A lovely group of educators emailed me requesting a few discussion questions for Eighty Days of Sunlight, my debut novel. I figured I’d share them here.
1. How does Jason and Tommy’s relationship resemble other brotherly relationships in literature? In real life? (In terms of “what really happened,” it might be interesting to note that the author does not have a brother.)
2. It’s almost a cliché to say “the setting is almost a character.” However, in this book, the setting functions like a character because it has its own history and mood—and because it enables and limits the characters in various ways. How would you describe the atmosphere (setting + mood) of Pittsburgh? Of Wilkes-Barre?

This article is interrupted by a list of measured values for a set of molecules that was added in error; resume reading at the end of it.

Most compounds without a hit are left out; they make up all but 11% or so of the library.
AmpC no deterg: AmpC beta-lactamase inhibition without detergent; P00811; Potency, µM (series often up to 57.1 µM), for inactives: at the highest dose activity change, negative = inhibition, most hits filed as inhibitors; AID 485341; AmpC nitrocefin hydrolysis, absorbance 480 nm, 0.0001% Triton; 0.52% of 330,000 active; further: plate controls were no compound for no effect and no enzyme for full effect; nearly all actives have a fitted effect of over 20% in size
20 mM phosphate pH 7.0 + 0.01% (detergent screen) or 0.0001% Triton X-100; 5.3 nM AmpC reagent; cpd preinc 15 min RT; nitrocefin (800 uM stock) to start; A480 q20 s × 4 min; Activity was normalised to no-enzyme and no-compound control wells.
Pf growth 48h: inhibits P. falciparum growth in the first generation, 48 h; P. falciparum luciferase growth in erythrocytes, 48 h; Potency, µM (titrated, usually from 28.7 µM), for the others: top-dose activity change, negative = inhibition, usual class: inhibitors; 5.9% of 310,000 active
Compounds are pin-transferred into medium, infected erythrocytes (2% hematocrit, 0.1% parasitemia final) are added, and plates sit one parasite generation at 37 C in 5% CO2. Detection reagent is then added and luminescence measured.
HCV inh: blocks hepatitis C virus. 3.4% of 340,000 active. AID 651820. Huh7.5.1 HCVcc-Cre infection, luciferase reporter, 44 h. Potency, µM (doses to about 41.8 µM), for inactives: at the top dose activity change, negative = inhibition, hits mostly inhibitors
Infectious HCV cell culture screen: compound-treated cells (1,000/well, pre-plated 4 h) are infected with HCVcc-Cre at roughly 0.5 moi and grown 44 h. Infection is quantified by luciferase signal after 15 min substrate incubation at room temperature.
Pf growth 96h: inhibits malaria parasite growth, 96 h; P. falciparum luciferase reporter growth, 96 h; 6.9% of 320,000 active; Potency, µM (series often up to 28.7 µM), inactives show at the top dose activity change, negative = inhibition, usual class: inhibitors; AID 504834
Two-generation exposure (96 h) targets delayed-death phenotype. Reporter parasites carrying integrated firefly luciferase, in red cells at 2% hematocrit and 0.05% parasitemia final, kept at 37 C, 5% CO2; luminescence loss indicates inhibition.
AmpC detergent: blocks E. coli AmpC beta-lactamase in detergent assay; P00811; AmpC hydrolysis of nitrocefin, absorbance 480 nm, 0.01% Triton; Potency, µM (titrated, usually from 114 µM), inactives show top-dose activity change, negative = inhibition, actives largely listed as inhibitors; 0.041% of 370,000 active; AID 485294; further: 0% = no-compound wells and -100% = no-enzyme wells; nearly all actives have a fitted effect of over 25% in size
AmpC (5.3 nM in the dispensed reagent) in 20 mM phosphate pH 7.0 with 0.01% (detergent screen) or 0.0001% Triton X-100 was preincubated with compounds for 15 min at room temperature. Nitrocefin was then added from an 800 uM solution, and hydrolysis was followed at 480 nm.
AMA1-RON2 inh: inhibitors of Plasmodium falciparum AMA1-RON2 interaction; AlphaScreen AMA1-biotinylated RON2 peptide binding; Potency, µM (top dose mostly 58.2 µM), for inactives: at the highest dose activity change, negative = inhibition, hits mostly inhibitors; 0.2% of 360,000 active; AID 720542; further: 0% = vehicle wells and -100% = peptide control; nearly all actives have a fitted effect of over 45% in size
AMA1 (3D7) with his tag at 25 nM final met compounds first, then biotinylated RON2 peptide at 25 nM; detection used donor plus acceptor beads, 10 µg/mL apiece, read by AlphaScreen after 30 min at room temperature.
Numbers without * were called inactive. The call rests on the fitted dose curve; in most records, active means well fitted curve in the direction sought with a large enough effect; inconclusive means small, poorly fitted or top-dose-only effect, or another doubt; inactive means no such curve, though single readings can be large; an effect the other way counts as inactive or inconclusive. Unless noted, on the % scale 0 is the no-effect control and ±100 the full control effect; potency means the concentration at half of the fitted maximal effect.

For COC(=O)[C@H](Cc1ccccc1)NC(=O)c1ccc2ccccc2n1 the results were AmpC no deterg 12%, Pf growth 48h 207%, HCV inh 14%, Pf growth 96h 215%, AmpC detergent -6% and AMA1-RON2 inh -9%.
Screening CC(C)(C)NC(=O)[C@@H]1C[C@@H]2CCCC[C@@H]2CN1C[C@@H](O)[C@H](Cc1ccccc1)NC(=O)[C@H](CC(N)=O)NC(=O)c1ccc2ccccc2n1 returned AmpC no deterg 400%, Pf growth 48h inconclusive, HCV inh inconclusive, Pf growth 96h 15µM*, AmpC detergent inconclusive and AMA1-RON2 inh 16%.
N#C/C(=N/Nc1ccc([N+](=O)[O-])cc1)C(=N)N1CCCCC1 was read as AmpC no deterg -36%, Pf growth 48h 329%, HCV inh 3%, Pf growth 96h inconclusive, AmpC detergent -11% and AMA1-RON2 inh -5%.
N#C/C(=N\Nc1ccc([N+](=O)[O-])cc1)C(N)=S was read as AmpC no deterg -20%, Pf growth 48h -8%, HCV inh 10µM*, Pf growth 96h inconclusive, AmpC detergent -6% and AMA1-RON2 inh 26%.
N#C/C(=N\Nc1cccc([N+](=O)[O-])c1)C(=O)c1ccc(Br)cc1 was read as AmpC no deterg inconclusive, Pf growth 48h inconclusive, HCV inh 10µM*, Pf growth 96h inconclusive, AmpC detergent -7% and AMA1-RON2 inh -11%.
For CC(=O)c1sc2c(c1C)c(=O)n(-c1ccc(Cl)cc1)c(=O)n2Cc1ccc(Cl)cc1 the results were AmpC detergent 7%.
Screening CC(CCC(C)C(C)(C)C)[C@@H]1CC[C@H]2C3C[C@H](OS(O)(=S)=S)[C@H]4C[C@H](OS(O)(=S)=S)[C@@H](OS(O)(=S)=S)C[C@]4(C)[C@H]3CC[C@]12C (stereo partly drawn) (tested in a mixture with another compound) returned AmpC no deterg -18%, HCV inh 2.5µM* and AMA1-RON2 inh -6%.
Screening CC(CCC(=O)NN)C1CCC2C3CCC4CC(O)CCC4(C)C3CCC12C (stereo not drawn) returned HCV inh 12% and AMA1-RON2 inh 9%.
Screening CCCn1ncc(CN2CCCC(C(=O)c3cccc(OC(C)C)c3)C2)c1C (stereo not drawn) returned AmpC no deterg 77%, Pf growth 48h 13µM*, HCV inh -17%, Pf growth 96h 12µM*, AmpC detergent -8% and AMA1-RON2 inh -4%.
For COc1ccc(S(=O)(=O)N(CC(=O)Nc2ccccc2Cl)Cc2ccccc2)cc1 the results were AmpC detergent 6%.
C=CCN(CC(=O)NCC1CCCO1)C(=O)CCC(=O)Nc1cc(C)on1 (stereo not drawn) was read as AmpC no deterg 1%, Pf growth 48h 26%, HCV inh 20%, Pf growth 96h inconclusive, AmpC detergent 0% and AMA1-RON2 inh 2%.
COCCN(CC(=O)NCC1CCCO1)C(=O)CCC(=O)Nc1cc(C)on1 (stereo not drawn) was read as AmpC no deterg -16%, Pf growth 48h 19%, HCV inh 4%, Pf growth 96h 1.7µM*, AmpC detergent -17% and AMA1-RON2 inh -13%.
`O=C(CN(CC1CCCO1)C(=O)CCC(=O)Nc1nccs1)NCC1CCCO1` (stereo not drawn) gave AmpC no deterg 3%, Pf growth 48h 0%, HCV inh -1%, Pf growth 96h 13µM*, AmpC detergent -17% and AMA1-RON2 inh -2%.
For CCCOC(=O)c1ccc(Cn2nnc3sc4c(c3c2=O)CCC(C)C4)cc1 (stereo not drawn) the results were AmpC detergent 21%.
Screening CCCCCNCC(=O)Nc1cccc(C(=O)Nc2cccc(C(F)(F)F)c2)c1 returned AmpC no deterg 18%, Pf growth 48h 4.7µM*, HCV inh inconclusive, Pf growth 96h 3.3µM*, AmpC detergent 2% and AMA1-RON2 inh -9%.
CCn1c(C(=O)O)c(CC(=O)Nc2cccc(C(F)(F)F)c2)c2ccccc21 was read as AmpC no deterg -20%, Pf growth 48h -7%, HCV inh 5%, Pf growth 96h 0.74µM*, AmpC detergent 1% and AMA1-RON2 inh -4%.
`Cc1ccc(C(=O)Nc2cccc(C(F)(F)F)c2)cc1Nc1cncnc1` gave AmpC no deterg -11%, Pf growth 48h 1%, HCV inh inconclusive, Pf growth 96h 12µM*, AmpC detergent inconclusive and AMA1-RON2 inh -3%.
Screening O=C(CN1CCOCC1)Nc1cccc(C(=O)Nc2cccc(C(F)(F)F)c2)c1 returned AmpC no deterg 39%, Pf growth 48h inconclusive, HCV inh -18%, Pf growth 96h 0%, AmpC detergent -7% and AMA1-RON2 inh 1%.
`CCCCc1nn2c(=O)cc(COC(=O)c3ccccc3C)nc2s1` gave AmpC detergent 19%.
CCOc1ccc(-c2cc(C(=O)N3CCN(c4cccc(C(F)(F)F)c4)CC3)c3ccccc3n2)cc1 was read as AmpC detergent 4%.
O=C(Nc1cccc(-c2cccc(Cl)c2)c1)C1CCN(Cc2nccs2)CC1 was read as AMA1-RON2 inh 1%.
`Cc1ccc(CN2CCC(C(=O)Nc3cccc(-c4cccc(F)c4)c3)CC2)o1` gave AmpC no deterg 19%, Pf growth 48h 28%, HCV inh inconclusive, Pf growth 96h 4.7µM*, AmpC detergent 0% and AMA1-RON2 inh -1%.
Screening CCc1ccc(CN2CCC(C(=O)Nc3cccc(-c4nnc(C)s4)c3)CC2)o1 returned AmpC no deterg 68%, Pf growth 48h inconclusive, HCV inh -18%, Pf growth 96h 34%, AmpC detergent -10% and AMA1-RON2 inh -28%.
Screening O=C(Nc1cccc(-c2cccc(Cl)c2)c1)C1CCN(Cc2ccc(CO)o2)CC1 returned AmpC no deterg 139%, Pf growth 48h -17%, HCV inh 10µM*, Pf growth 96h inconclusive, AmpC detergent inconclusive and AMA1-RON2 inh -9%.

3. What are some ways that the setting affects who the characters are and what they can do? (It might be better to focus on either Wilkes-Barre or Pittsburgh.)
4. Have you read any other books that dealt with issues related to settling an estate or inheritance? If so, how does this book compare?
5. Jason insists that he can create an identity where race isn’t a defining characteristic. Is this possible in contemporary America?
6. Who would be the second-best narrator for this novel? (Aside from Jason, who would have been a good narrator for certain significant events?)
7. If you were teaching this book, which significant themes would you point out to your students?
8. What, if any, lessons does this book have to offer regarding the topic of masculinity or belonging?
9. If this book were set in the contemporary age (let’s say that Jason and Tommy are attending college in 2020), how might the characters and plot be affected?